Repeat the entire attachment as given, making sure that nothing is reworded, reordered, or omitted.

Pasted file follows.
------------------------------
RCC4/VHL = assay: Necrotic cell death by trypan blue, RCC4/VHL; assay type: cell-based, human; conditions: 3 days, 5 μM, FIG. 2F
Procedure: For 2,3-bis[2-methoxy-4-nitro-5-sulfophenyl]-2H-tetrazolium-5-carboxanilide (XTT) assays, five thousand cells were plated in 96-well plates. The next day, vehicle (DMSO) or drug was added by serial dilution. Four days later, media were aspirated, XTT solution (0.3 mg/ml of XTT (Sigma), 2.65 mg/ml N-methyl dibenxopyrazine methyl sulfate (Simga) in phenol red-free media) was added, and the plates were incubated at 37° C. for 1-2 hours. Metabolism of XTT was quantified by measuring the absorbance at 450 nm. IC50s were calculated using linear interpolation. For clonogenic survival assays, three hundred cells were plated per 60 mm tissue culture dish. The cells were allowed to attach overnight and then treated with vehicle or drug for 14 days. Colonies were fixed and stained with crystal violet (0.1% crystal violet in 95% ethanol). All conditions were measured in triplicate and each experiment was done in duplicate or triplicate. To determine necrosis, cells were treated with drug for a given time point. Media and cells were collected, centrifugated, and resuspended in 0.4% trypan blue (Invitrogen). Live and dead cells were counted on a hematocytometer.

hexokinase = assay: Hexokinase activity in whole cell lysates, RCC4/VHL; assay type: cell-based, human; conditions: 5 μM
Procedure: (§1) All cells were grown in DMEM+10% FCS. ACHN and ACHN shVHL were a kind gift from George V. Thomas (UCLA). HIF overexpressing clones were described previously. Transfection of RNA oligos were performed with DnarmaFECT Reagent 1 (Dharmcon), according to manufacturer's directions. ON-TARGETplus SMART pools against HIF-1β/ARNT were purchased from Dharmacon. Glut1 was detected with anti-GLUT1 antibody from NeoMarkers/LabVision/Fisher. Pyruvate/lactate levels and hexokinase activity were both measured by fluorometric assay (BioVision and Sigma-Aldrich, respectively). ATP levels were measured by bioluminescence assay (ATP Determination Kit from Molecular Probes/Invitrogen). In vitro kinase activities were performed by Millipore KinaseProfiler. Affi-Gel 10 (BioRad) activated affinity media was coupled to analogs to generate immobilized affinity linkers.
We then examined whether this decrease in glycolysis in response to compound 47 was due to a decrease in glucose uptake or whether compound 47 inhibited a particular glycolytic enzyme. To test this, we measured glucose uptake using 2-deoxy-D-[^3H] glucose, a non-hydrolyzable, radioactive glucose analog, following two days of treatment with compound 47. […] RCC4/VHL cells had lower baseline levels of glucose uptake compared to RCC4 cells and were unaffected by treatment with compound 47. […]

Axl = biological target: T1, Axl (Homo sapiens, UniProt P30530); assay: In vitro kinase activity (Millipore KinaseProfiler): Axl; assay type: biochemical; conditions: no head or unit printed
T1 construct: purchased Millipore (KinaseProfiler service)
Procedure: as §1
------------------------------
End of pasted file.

RCC4/VHL = assay: Necrotic cell death by trypan blue, RCC4/VHL; assay type: cell-based, human; conditions: 3 days, 5 μM, FIG. 2F
Procedure: For 2,3-bis[2-methoxy-4-nitro-5-sulfophenyl]-2H-tetrazolium-5-carboxanilide (XTT) assays, five thousand cells were plated in 96-well plates. The next day, vehicle (DMSO) or drug was added by serial dilution. Four days later, media were aspirated, XTT solution (0.3 mg/ml of XTT (Sigma), 2.65 mg/ml N-methyl dibenxopyrazine methyl sulfate (Simga) in phenol red-free media) was added, and the plates were incubated at 37° C. for 1-2 hours. Metabolism of XTT was quantified by measuring the absorbance at 450 nm. IC50s were calculated using linear interpolation. For clonogenic survival assays, three hundred cells were plated per 60 mm tissue culture dish. The cells were allowed to attach overnight and then treated with vehicle or drug for 14 days. Colonies were fixed and stained with crystal violet (0.1% crystal violet in 95% ethanol). All conditions were measured in triplicate and each experiment was done in duplicate or triplicate. To determine necrosis, cells were treated with drug for a given time point. Media and cells were collected, centrifugated, and resuspended in 0.4% trypan blue (Invitrogen). Live and dead cells were counted on a hematocytometer.

hexokinase = assay: Hexokinase activity in whole cell lysates, RCC4/VHL; assay type: cell-based, human; conditions: 5 μM
Procedure: (§1) All cells were grown in DMEM+10% FCS. ACHN and ACHN shVHL were a kind gift from George V. Thomas (UCLA). HIF overexpressing clones were described previously. Transfection of RNA oligos were performed with DnarmaFECT Reagent 1 (Dharmcon), according to manufacturer's directions. ON-TARGETplus SMART pools against HIF-1β/ARNT were purchased from Dharmacon. Glut1 was detected with anti-GLUT1 antibody from NeoMarkers/LabVision/Fisher. Pyruvate/lactate levels and hexokinase activity were both measured by fluorometric assay (BioVision and Sigma-Aldrich, respectively). ATP levels were measured by bioluminescence assay (ATP Determination Kit from Molecular Probes/Invitrogen). In vitro kinase activities were performed by Millipore KinaseProfiler. Affi-Gel 10 (BioRad) activated affinity media was coupled to analogs to generate immobilized affinity linkers.
We then examined whether this decrease in glycolysis in response to compound 47 was due to a decrease in glucose uptake or whether compound 47 inhibited a particular glycolytic enzyme. To test this, we measured glucose uptake using 2-deoxy-D-[^3H] glucose, a non-hydrolyzable, radioactive glucose analog, following two days of treatment with compound 47. […] RCC4/VHL cells had lower baseline levels of glucose uptake compared to RCC4 cells and were unaffected by treatment with compound 47. […]

Axl = biological target: T1, Axl (Homo sapiens, UniProt P30530); assay: In vitro kinase activity (Millipore KinaseProfiler): Axl; assay type: biochemical; conditions: no head or unit printed
T1 construct: purchased Millipore (KinaseProfiler service)
Procedure: as §1